A few days later we made split pea soup. When I asked for her recipe, my grandmother started reciting ingredients and then paused and said, “I think it’s on the back of the bag of beans.” Of course, there’s a secret ingredient: a hock of ham, stuffed with cloves.
I asked my grandmother when she learned how to cook. She said, “I never did!” When she moved to New York City in 1952, her first apartment didn’t even have an oven. She lived with two other women, and the three of them managed by eating out or making simple things like hamburgers on the stove. It was only when my grandmother moved out to the suburbs a few years later with a husband and a baby in tow that she began to cook by necessity. Mostly easy recipes that she could make her own with small additions.
The trick to make split pea soup look fancy, she told me, is to slice up a few carrots because they add a nice color. “You know it is done when you stick in a spoon and it stands up.”
I am nearly 30 years old myself. It’s hard to picture my parents at my age, let alone my grandparents. But standing at the stove over my yellow pot, actually over my grandmother’s pot, a classic Dansk design from the 1950s that she gave me from her own kitchen when I moved to New York City, I imagine what her life was like when she made these recipes for her family.
She had three kids under 7 and a fledgling company that she and my grandfather were staking their life savings on, and yet every night she still managed to make meals, with love, for her family. If I was hoping to learn heirloom recipes from my grandmother, full of complicated steps and fancy ingredients, I would have been disappointed. Her recipes are simple, basic, and sometimes found on the back of a bag of beans.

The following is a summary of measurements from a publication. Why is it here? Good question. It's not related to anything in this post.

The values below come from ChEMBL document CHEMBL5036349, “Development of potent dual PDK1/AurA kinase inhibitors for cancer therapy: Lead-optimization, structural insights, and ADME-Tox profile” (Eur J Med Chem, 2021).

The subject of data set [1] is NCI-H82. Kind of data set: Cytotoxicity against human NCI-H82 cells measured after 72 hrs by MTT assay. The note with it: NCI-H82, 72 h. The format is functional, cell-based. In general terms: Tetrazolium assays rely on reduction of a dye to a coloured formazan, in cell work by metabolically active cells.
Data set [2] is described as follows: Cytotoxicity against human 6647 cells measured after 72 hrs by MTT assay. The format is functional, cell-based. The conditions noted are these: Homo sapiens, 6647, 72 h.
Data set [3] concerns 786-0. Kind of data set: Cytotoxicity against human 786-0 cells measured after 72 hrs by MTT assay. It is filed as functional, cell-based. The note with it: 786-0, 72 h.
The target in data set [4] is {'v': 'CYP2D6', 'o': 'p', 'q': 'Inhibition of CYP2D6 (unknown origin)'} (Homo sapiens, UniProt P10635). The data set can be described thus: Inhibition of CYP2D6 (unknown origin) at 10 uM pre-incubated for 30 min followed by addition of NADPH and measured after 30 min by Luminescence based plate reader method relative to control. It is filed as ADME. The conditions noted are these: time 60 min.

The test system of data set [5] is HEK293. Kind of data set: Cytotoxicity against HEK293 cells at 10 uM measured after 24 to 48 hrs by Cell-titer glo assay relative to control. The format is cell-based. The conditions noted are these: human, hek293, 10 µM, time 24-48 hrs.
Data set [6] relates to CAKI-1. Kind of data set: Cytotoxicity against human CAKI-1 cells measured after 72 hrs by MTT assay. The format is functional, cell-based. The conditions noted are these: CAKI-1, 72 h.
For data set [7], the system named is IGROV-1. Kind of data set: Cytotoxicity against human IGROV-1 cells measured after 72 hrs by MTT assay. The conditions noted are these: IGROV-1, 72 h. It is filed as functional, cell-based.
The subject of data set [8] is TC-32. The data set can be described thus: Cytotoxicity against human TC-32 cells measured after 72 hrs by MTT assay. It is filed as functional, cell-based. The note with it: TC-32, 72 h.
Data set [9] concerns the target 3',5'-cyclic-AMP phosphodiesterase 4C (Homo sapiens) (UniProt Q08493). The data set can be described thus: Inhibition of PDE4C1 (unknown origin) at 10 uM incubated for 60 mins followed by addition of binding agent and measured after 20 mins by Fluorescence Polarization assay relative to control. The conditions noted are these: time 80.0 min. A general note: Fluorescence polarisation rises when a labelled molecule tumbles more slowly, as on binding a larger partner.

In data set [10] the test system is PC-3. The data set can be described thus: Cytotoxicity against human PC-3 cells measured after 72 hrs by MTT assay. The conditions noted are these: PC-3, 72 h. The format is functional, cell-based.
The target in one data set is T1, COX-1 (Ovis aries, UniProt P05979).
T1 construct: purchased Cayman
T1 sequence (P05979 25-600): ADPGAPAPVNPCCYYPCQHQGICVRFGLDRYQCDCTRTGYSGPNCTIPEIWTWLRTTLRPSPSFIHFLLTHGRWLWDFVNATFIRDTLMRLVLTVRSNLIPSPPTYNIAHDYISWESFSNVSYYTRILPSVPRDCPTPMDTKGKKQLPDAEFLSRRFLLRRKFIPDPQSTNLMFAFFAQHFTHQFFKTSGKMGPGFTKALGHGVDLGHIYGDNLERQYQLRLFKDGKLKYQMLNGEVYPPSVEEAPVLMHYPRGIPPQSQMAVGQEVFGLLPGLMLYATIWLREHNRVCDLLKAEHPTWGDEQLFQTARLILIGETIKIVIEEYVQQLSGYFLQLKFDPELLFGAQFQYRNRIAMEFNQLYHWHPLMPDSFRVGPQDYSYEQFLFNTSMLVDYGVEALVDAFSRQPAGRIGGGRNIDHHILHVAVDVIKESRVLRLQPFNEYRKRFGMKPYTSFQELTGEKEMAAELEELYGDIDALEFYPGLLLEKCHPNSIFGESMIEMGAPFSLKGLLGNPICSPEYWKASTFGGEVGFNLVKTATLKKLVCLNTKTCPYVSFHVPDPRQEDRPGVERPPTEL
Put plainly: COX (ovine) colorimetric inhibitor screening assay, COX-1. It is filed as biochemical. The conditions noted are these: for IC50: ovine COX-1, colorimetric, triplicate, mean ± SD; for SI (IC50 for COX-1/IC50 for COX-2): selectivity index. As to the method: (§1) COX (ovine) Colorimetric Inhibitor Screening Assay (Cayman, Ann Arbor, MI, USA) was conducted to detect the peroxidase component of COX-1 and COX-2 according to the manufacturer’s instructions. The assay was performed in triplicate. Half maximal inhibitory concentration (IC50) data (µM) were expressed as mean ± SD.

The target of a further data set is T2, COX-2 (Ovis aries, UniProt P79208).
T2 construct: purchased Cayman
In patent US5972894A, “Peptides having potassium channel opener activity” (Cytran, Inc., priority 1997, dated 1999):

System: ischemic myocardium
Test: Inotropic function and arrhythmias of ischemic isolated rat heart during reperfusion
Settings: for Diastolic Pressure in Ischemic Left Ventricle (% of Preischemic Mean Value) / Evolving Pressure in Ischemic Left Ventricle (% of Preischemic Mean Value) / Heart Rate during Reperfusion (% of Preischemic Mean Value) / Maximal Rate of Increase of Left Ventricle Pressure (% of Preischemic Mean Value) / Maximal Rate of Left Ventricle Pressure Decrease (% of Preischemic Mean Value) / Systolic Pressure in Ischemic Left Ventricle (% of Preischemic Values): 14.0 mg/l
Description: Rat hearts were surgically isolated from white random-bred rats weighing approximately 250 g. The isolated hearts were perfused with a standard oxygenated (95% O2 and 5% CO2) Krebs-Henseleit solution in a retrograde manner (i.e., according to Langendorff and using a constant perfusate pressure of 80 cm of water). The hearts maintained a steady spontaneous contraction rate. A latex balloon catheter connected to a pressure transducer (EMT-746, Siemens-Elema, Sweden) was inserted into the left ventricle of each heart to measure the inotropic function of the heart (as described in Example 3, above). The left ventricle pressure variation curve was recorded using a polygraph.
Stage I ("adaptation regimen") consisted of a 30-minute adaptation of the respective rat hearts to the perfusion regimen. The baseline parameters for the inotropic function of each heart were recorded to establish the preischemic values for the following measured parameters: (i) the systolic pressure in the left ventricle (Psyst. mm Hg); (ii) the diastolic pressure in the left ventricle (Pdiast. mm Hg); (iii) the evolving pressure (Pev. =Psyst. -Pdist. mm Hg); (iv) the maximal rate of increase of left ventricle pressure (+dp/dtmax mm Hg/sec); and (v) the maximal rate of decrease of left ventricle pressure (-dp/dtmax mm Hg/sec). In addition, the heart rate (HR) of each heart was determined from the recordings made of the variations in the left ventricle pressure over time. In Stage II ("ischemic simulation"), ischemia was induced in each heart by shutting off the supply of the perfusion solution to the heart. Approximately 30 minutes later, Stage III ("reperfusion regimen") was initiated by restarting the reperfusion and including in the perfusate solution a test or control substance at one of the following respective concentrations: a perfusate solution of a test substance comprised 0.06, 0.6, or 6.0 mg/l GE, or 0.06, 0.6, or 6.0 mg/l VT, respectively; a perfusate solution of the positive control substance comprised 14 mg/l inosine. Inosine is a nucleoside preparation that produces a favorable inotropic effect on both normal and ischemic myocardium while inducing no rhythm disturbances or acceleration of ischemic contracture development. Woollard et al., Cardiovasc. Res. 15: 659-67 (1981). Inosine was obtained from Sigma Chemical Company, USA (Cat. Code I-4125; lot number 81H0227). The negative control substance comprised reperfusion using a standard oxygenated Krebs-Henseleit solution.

But I learned something better. My grandmother made it work through all the challenges that her life brought. She didn’t cook because it was a hobby. She cooked because she had to and these were the things that she had time to make. Her recipes are all the more precious to me because of that.
When I ask her over FaceTime whether it was difficult to balance her children, her husband, her career, especially at a time when mothers weren’t common in the work force, and the everyday task of keeping her family happily fed, she shrugs and says: “Sure, but life goes on.”
Ali Jaffe is a segment producer at “The Late Show With Stephen Colbert.”